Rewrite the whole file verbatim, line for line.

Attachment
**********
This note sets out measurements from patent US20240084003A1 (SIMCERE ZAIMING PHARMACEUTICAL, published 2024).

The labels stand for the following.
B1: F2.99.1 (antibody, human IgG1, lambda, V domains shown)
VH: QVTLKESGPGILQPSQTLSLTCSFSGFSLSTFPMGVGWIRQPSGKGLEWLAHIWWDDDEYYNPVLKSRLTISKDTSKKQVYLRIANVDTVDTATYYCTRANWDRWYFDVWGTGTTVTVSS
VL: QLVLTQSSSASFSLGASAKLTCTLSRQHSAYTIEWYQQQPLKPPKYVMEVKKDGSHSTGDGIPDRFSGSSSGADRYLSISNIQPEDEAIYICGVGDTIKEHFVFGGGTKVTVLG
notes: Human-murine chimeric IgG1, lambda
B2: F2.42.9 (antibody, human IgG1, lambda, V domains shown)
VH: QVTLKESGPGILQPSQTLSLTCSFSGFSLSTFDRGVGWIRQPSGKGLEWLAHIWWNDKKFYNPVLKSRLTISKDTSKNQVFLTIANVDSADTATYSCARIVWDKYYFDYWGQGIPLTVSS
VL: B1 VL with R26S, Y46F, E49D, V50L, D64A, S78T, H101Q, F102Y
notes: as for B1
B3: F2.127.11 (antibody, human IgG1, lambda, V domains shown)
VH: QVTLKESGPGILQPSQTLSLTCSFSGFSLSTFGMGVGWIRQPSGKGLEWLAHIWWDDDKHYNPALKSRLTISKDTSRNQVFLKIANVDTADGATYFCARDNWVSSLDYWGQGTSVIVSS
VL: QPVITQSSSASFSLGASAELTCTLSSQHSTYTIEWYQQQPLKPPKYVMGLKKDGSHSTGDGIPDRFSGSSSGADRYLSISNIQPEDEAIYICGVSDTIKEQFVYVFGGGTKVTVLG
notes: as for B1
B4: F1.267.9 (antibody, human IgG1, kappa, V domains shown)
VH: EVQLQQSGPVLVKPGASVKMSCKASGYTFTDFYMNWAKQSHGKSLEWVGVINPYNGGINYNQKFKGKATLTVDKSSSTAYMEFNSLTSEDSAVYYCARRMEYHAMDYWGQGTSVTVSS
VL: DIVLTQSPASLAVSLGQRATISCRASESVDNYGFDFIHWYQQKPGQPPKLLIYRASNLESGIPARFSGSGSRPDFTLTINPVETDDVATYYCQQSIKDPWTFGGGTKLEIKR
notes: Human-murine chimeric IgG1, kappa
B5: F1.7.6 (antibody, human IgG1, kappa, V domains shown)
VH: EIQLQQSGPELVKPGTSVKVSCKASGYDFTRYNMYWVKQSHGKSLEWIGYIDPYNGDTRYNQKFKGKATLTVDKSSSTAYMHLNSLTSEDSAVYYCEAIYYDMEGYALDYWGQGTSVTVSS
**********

This note sets out measurements from patent US20240084003A1 (SIMCERE ZAIMING PHARMACEUTICAL, published 2024).

The labels stand for the following.
B1: F2.99.1 (antibody, human IgG1, lambda, V domains shown)
VH: QVTLKESGPGILQPSQTLSLTCSFSGFSLSTFPMGVGWIRQPSGKGLEWLAHIWWDDDEYYNPVLKSRLTISKDTSKKQVYLRIANVDTVDTATYYCTRANWDRWYFDVWGTGTTVTVSS
VL: QLVLTQSSSASFSLGASAKLTCTLSRQHSAYTIEWYQQQPLKPPKYVMEVKKDGSHSTGDGIPDRFSGSSSGADRYLSISNIQPEDEAIYICGVGDTIKEHFVFGGGTKVTVLG
notes: Human-murine chimeric IgG1, lambda
B2: F2.42.9 (antibody, human IgG1, lambda, V domains shown)
VH: QVTLKESGPGILQPSQTLSLTCSFSGFSLSTFDRGVGWIRQPSGKGLEWLAHIWWNDKKFYNPVLKSRLTISKDTSKNQVFLTIANVDSADTATYSCARIVWDKYYFDYWGQGIPLTVSS
VL: B1 VL with R26S, Y46F, E49D, V50L, D64A, S78T, H101Q, F102Y
notes: as for B1
B3: F2.127.11 (antibody, human IgG1, lambda, V domains shown)
VH: QVTLKESGPGILQPSQTLSLTCSFSGFSLSTFGMGVGWIRQPSGKGLEWLAHIWWDDDKHYNPALKSRLTISKDTSRNQVFLKIANVDTADGATYFCARDNWVSSLDYWGQGTSVIVSS
VL: QPVITQSSSASFSLGASAELTCTLSSQHSTYTIEWYQQQPLKPPKYVMGLKKDGSHSTGDGIPDRFSGSSSGADRYLSISNIQPEDEAIYICGVSDTIKEQFVYVFGGGTKVTVLG
notes: as for B1
B4: F1.267.9 (antibody, human IgG1, kappa, V domains shown)
VH: EVQLQQSGPVLVKPGASVKMSCKASGYTFTDFYMNWAKQSHGKSLEWVGVINPYNGGINYNQKFKGKATLTVDKSSSTAYMEFNSLTSEDSAVYYCARRMEYHAMDYWGQGTSVTVSS
VL: DIVLTQSPASLAVSLGQRATISCRASESVDNYGFDFIHWYQQKPGQPPKLLIYRASNLESGIPARFSGSGSRPDFTLTINPVETDDVATYYCQQSIKDPWTFGGGTKLEIKR
notes: Human-murine chimeric IgG1, kappa
B5: F1.7.6 (antibody, human IgG1, kappa, V domains shown)
VH: EIQLQQSGPELVKPGTSVKVSCKASGYDFTRYNMYWVKQSHGKSLEWIGYIDPYNGDTRYNQKFKGKATLTVDKSSSTAYMHLNSLTSEDSAVYYCEAIYYDMEGYALDYWGQGTSVTVSS